a value of the retirement benefits in today's terms in the
form of a cash equivalent transfer value (CETV).
This was contrary to the preferred method of family solicitors
in Scotland of using the past service reserve.
Since 6 April 2006 Pension Simplification has replaced eight tax regimes and introduced two new controls. Firstly there is a Lifetime Allowance where the maximum amount of pension
savings that can benefit from tax relief and has been initially
set at £1.5 million for the 2006/07 tax year increasing to £1.8 million for the 2010/11 tax year.
The other control is the Annual Allowance that limits the amount that can be contributed to a pension to £215,000 for the 2006/07 tax year rising to £255,000
by 2010/11 tax year. However, the rules allow an individual
to contribute either £3,600 per annum or 100% of their earnings in order to benefit from tax relief at their
marginal rate of tax.
The pension market in the UK is still complex and provides for individuals,
groups, personal and occupational schemes. This
includes pension arrangements that are active for existing
members but closed to new business due to costs or have been superceded
by a new pension regime. Other arrangements allow the occupational scheme member to
make extra payments to enhance retirement benefits. This can
be achieved by using free standing additional voluntary contribution
schemes or additional voluntary contribution (AVC).
schemes also allow members to enhance benefits by purchasing
added years. Other more specialised arrangements include executive
pension plans (EPP)
and small self administered schemes (SSAS) or
self invested personal pensions (SIPPs)
that offer more flexible investment choice than an insured
At retirement the individual will receive a pension income from a defined benefit scheme or if a money purchase scheme such as a personal pension can use a pension fund to buy an annuity and has the option to use an open market option to search for the highest pension annuity. Once you have purchased an annuity it cannot be changed, so learn more about annuities, compare annuity rates and before making a decision at retirement, secure a personalised pension annuities quote offering guaranteed rates.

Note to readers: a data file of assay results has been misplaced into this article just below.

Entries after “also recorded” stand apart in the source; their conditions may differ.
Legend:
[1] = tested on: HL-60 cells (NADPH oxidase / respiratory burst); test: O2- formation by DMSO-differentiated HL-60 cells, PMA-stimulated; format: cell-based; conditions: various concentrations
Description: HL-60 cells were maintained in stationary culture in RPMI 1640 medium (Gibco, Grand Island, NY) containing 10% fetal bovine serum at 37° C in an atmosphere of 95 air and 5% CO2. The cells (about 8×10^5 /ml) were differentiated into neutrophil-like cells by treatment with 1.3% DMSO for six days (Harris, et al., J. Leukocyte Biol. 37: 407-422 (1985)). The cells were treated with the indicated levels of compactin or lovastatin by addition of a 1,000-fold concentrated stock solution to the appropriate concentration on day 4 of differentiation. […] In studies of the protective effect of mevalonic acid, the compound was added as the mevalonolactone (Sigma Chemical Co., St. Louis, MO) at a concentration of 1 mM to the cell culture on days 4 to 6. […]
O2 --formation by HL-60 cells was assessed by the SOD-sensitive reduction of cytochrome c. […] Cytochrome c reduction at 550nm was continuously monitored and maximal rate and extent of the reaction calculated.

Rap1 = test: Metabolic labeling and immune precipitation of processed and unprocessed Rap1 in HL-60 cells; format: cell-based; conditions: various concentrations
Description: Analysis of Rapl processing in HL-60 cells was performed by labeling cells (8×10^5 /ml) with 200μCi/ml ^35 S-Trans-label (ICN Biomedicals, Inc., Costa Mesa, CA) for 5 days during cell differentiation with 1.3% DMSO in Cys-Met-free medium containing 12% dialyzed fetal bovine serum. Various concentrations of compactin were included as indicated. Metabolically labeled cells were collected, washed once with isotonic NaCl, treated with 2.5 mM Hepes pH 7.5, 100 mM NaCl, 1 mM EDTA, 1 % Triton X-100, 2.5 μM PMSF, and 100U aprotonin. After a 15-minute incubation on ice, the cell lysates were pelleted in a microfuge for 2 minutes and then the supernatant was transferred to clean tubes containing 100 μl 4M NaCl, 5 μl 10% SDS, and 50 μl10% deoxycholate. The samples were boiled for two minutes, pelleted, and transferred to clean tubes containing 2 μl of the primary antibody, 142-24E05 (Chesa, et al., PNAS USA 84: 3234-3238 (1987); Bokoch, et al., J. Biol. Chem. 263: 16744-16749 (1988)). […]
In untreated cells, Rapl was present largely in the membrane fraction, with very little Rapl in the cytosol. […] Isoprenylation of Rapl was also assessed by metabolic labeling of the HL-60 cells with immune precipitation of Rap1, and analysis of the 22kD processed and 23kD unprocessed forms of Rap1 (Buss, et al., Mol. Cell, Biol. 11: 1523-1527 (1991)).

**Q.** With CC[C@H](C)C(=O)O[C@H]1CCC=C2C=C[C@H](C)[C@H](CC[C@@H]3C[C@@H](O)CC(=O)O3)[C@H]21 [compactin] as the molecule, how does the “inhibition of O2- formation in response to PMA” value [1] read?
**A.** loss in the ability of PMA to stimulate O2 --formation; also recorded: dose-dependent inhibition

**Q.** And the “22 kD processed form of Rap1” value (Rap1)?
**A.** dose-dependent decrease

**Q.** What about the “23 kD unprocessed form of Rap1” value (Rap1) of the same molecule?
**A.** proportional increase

This is the process to determine the value of a members pension
benefits. This involves the accurate collection of relevant
data from the members scheme; the application of appropriate
mathematical assumptions to determine a fair value for all
benefits with reference to offsetting, earmarking and pension
sharing and the presentation of these findings in a compliant
format showing a knowledge of the client and best advice given.
The pension audit will use the cash equivalent transfer value
(CETV) from the scheme administrator as the basis of the calculation
in order to produce an adjusted CETV reflecting the circumstances
and specific needs of the parties.
The pension audit should be conduced by a pensions consultant
that is a pensions
expert with a recognised qualification such as G60 Pensions
or equivalent. The parties should also have sufficient confidence
that the pensions expert is knowledgeable in the area of pensions
For pension sharing on divorce, the court must determine the
percentage to be applied to a cash equivalent transfer value
(CETV) from the provider or a suitably adjusted
CETV from a pensions expert, in order to create a pension
credit to the pension scheme member's former spouse. In a
pension scheme the former spouse may be made a scheme
member if dual membership is allowed.
This scheme will be subject to minimum funding requirements
and if the scheme is found to be in deficit, a pension credit
may be reduced by the percentage the scheme is under funded
by at the valuation date. This reduction will be applied if
the pension credit is paid as an external
transfer. However, if the former spouse is allowed dual
membership to the scheme and opts for an internal transfer,
the pension credit is unlikely to be reduced.
In the case of an unfunded public service scheme an external
transfer is not permissible, therefore the former spouse must
apply the pension credit to an internal
transfer. An unfunded scheme does not need to comply with
the MFR as benefits are guaranteed by statute and therefore
a deficit to the scheme member can never occur.